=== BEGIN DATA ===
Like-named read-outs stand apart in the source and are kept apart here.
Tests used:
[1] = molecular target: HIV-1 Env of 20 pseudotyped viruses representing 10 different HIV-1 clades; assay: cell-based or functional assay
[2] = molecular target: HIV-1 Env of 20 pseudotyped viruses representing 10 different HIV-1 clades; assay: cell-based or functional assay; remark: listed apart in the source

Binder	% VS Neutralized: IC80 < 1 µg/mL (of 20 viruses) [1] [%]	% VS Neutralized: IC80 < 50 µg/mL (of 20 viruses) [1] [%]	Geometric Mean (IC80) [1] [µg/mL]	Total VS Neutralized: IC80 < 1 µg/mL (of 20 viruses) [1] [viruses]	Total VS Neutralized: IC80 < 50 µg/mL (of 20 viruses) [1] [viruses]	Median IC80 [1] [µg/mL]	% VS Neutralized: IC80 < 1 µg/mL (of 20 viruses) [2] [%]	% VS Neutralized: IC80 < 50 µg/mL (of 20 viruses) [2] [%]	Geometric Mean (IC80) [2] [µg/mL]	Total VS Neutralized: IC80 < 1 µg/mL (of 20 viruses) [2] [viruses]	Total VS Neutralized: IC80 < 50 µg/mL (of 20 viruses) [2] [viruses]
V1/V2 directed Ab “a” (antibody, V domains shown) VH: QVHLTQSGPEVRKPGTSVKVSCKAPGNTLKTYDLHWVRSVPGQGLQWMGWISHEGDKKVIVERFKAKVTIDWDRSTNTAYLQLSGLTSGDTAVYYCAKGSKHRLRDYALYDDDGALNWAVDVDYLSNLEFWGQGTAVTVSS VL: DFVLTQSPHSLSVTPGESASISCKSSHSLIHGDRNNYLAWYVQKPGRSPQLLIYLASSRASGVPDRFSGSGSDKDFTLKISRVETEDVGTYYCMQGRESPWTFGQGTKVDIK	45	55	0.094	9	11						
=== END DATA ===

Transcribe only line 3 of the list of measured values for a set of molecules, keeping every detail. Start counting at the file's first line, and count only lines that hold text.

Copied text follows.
[1] = molecular target: HIV-1 Env of 20 pseudotyped viruses representing 10 different HIV-1 clades; assay: cell-based or functional assay